4. WAS ABORTION AN OPTION FOR YOU? No.
5. HOW OLD WERE YOU? 27
6. HOW DID YOU FIND OUT YOU WERE PREGNANT? I started feeling “thick” around the middle and a friend told me that’s how she found out she was pregnant. I also started feeling slightly sick.
7. WHO DID YOU TELL FIRST? Daddy Troy, of course!
8. DID YOU WANT TO FIND OUT THE SEX? We weren’t sure at first but eventually we wanted to narrow down the names. We figured knowing would eliminate half the options and we were having a hard time deciding, so we did end up finding out and that helped our anxiety, though a lot of people had strong feelings about this, and perfect strangers told me, with disdain, that I was “cheating.” I disagreed. Everything about my baby was a surprise, really. Knowing the gender doesn’t “ruin” much of anything in my eyes.
9. DUE DATE? December 16 (day he was born!).
10. DID YOU HAVE MORNING SICKNESS? Yes…ugh. I was a newspaper reporter and I had to drive out of town to interview a lady who had written an entire cookbook made up of sauerkraut recipes. I typically like sauerkraut but talking about it nonstop like that made me ill and I was so relieved to go home that day.
11. WHAT DID YOU CRAVE? I really did crave pickles, but not with ice cream. I also craved chicken soup and mashed potatoes with gravy (not necessarily together). I couldn’t stand certain smells that normally wouldn’t have bothered me. The smell of bread baking in our bread machine. The smell of our yellow Lab. Certain perfumes and lotions.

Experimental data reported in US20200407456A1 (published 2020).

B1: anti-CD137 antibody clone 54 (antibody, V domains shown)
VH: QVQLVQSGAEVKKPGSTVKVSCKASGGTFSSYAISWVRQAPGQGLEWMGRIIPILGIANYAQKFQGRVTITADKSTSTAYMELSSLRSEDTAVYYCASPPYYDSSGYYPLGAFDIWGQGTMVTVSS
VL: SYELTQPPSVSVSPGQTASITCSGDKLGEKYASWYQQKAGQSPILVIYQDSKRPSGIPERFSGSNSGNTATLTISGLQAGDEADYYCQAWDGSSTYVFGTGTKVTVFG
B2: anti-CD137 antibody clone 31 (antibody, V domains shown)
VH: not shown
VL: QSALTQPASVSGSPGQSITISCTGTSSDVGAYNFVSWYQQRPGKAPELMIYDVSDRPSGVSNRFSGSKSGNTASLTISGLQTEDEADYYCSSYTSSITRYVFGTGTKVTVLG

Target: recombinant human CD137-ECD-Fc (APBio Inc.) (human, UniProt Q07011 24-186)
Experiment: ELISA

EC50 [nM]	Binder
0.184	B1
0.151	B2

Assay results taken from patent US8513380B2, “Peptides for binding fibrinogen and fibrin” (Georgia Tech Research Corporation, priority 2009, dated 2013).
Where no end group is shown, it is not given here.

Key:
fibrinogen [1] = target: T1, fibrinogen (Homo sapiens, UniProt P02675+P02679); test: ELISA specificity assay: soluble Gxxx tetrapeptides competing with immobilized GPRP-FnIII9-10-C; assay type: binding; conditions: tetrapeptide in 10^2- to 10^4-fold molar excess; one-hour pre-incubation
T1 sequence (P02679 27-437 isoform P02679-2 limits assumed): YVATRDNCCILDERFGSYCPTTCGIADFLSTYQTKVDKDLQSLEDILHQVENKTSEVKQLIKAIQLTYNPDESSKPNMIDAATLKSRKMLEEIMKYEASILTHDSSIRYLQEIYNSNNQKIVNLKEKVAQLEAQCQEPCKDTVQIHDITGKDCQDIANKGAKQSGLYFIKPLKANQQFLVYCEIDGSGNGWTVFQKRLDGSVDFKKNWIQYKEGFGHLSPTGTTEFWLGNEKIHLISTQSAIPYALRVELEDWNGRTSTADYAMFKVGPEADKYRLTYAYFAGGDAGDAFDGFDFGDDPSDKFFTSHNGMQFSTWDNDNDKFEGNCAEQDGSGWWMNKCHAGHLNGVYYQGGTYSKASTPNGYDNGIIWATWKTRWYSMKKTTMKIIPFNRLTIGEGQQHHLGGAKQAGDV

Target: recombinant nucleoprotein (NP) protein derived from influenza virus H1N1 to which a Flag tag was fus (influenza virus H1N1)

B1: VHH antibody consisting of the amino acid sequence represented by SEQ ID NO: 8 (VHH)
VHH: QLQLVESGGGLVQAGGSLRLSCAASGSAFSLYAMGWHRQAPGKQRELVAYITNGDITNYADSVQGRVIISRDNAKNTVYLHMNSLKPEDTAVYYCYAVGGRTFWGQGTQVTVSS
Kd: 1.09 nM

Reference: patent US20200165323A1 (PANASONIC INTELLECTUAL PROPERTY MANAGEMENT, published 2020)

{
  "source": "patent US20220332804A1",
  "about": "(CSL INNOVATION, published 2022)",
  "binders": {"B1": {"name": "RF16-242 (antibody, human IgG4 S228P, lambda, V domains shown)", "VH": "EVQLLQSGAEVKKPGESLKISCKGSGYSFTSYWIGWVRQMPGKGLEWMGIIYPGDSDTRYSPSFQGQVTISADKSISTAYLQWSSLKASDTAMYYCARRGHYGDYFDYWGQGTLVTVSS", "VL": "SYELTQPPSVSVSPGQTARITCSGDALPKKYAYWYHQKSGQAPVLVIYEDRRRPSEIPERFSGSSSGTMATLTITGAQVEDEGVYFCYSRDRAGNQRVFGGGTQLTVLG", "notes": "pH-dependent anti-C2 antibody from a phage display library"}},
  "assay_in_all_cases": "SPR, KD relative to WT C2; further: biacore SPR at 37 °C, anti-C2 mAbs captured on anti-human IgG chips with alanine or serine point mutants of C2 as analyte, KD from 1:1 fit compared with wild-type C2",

12. WHO/WHAT IRRITATED YOU THE MOST? It was hard to work, and I did up until the beginning of my maternity leave, which is the day I went into labor.
13. WHAT WAS YOUR FIRST CHILD’S SEX? Boy.
14. DID YOU WISH YOU HAD THE OPPOSITE SEX OF WHAT YOU WERE GETTING? No. I hadn’t had any brothers, my mom grew up in a family of girls, my sister had daughters only at that point. I was shocked to think I was going to be bearing a son, but also delighted. I’d always wanted a brother. He was the first grandson in our family, too, which was fun.
15. HOW MANY POUNDS DID YOU GAIN THROUGHOUT THE PREGNANCY? Too many, 45, but he was nine pounds, and the rest melted right off through breasfeeding. What came off my hips went right to his — perfect!
16. DID YOU HAVE A BABY SHOWER? Yes. The gals from the county where I came weekly to report on the county commission meeting had a surprise one for me after one of the meetings, and the gals from my work at The Shelton Journal also threw a joint shower for me and another co-worker who was due a month before me. So did a group from church. We were living far from family so this meant a lot to me.
17. WAS IT A SURPRISE OR DID YOU KNOW? Both.
18. DID YOU HAVE ANY COMPLICATIONS DURING YOUR PREGNANCY? I had placenta previa (low-lying placent), which corrected itself during the pregnancy, and with this and all other pregnancies, I had sciatica (pinched nerves).
19. WHERE DID YOU GIVE BIRTH? Shelton, Washington.
20. HOW MANY HOURS WERE YOU IN LABOR? About twelve hours…from the time my water broke at 1 a.m., to the time I gave birth, around 2 p.m.
21. WHO DROVE YOU TO THE HOSPITAL? Troy, and we almost got hit by a logging train. We lived in a logging community and the train tracks were near our home. We were in the early-morning fog (I think there really was fog, but fog on our brains too) and as Troy drove over the tracks we looked over and the train was coming toward us but we made it over with time to spare. There was no whistle. Scary!
22. WHO WATCHED YOU GIVE BIRTH? Troy, the doc and nurses (who were awesome…I LOVE labor and delivery nurses!).
23. WAS IT NATURAL OR C-SECTION? Natural, but with an intrathecal (similar to epidural).
24. DID YOU TAKE MEDICINE TO EASE THE PAIN? (See previous…)
25. HOW MUCH DID YOUR CHILD WEIGH? 9 lbs. even.
26. WHEN WAS YOUR CHILD ACTUALLY BORN? On his due date in 1995 a little after 2 p.m. — Beethoven’s birthday, as my husband likes to point out.
27. WHAT DID YOU NAME HIM/HER? Christian Joseph Salonen.
28. HOW OLD IS YOUR FIRST BORN TODAY? 13 — our first teen!